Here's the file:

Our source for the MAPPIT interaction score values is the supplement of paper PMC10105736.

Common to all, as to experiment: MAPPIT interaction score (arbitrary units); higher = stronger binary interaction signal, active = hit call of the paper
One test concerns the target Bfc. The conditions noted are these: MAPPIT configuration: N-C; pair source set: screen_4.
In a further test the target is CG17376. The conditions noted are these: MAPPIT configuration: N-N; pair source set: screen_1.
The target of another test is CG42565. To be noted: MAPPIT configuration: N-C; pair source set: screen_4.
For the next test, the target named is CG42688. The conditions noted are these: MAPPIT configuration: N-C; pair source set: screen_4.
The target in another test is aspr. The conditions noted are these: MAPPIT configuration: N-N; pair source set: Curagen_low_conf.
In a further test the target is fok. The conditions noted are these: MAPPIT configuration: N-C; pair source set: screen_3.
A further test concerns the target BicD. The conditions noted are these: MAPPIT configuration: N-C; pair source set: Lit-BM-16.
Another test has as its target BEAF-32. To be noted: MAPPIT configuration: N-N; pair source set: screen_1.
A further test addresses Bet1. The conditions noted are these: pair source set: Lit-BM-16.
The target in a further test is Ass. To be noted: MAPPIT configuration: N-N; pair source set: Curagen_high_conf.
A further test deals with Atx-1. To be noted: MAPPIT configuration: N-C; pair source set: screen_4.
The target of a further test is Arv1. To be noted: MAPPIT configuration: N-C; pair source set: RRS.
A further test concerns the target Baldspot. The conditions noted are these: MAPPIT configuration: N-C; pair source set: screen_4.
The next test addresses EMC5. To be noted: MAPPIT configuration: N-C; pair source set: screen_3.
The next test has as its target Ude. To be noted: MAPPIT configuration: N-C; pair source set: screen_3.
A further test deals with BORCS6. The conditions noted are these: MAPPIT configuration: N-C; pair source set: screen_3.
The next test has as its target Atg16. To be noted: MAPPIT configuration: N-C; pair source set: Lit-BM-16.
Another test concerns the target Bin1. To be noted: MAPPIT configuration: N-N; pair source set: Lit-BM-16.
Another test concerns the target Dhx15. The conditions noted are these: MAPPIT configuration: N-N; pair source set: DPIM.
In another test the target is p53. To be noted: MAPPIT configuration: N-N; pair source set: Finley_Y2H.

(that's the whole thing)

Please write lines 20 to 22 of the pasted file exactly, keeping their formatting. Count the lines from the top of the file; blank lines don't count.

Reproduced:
Another test concerns the target Bin1. To be noted: MAPPIT configuration: N-N; pair source set: Lit-BM-16.
Another test concerns the target Dhx15. The conditions noted are these: MAPPIT configuration: N-N; pair source set: DPIM.
In another test the target is p53. To be noted: MAPPIT configuration: N-N; pair source set: Finley_Y2H.